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Q

Where Are the Germs?

Do toilet seat covers really protect you from germs?

A
Answer (Published 6/1/2009)

I assume you’re asking about those paper toilet seat covers found in public restrooms. They’re unlikely to protect you from germs – not because they don’t work, but because it’s actually pretty hard to pick up a bug from a toilet seat. Most germs can’t survive for very long on such a surface, so chances are remote that enough of them could get onto or into your body to cause problems. Bugs that cause sexually transmitted diseases get into your body via sexual contact. It’s possible, but not at all likely, that if you had a cut or sore on your thighs or buttocks, you could pick up a superficial infection.

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A few years ago ABC News asked microbiologist Charles Gerba to check its bathroom. The dirtiest area, in terms of the numbers of bacteria per square inch, was the sanitary napkin disposal unit. Dr. Gerba also found 2 million bacteria per square inch, about 200 times the number found on sanitary surfaces, on the floor. The toilet seat turned out to be cleanest surface checked.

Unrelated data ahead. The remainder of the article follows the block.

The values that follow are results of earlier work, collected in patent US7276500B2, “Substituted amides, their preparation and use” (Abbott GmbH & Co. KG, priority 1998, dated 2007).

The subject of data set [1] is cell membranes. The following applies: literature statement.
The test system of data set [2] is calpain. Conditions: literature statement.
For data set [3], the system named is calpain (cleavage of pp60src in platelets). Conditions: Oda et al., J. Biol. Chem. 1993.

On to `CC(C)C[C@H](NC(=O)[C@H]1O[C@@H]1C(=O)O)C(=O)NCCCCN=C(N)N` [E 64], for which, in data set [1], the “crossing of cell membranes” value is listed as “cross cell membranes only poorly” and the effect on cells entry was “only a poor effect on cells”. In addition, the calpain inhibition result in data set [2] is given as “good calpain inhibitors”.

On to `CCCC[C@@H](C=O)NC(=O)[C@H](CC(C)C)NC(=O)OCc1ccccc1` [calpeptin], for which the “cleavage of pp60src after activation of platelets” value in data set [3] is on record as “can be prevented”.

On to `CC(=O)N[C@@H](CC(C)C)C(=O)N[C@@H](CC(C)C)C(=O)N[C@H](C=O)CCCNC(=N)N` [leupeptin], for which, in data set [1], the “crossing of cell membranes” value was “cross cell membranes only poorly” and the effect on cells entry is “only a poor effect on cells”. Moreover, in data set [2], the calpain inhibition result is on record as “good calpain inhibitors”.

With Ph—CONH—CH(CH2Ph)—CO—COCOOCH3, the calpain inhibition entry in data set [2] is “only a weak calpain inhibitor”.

If you really want to avoid bathroom bugs, Gerba and Allison Janse, co-authors of The Germ Freak’s Guide to Outwitting Colds and Flu offer these suggestions:

  • Use the first stall in the public restroom. For privacy, people tend to go to stalls further along – but the neglected first one usually harbors fewer bacteria.
  • Never put your handbag on the floor – it will pick up germs that you then may transfer to your desk or kitchen counter.
  • Men’s rooms tend to be messier – but more bacteria lurk in ladies’ rooms (perhaps because women spend more time in restrooms and because they bring small children in, said Gerba).
  • Don’t use the sanitary blower to dry your hands – in theory it could collect bacteria from the air and then deposits them on your hands.

Overall, the best way to protect yourself from germs in the bathroom and elsewhere, is to wash your hands thoroughly with soap and water. And then use the paper towel you dry with to turn off the faucet (another place bacteria collect) and to open the door as you leave. (Bugs can congregate on door knobs and handles.)

Andrew Weil, M.D.

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